You may know where your home is, but would all the authorities and others, past and present, agree?
At a media briefing at the Inverness HQ of Northern Constabulary, the Chief Constable was sitting in front of a display which had a computer generated map of the force area which was represented by outlines drawn with squares and rectangles.
On closer examination it became clear that this had added the islands of Tiree and Coll, which would have been of interest to Strathclyde Police who have been bearing the costs of policing these two islands since the creation of the force 37 years ago.
The changes made then to local government boundaries, and police force areas, can still cause some difficulty and not just for graphic artists.
How many remember now that the Ardnamurchan Peninsula was in Argyll, even though to get there by road you had to drive in and out of Inverness-shire?
As the good folk of Glenelg , shortly to be twinned with Mars, have pointed out they now have a Ross-shire postal address. But the community was always within the old county boundaries of Inverness-shire until 1974/75 and the creation of the regional and district councils, when it came under Skye and Lochalsh District Council. Confused?
On the other side of the country a similar geographical indignity was suffered by the people around Arday. The village had always been in Ross-shire. It sits at the southern end of the Bonar Bridge which takes travellers over to the village of the same name (Bonar Bridge) which was and still is in Sutherland. The bridge crosses roughly at the point where the Kyle of Sutherland ends and the Dornoch Firth, begins, the two waterways which provided the historical boundary between Sutherland and Ross-shire or Ross and Cromarty as it was also know, but that’s another tale. However Ardgay became Sutherland for local government purposes.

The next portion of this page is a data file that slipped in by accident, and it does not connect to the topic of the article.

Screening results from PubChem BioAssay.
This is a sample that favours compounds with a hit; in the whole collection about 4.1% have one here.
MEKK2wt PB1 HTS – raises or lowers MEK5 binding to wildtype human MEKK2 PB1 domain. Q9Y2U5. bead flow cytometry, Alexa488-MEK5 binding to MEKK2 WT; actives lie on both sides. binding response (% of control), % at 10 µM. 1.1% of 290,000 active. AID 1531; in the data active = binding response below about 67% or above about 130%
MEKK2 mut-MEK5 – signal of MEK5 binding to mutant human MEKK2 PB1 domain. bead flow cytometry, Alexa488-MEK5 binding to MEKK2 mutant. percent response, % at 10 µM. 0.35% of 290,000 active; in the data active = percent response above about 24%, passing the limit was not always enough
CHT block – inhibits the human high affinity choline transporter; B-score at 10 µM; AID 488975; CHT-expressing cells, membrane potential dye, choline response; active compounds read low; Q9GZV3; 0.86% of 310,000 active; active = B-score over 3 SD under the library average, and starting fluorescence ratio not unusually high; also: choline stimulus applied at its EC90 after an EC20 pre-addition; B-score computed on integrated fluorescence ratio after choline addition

Of course there was an older dispute about the boundaries of Ross and Sutherland on the other side of the country. Back in the time of the clans Macleod of Assynt (Sutherland) and the Ross chief of Balnagowan (now seat of former Harrods owner Mohamed Al Fayed) were in dispute over where the boundaries of their territories marched in the west at a place called Altnacealgach.
Essie Stewart a traditional storyteller from Sutherland and one of the last people to have taken part in the traditional 'Summer Walking' of the travelling families, has been recorded telling of the day it was resolved:
“Ross Balnagowan maintained that Altnacealgach was his, Macleod of Assynt said no, that Altnacealgach was his. And they decided to settle it once and for all. And a day and a date was set. And Macleod came with his clansmen from Assynt and Ross Balnagowan came from the other side with his clansmen. And they're standing there at the burn. And Macleod is saying, 'We are standing on Sutherland soil.'
Charles Ross is saying, 'No we're not; we are standing on the Ross-shire - ' And they argued. And Charles Ross said, 'No I can tell you,' he said, 'categorically that I am standing on Ross-shire soil.'
“That morning, before he left Balnagowan, he'd filled his boots with soil! So, he wasn't lying; he was standing on Ross-shire soil. That's the way, Altnacealgach, got its name - cealgach , meaning crafty, cunning etc. Macleod of Assynt was tricked out of Altnacealgach.”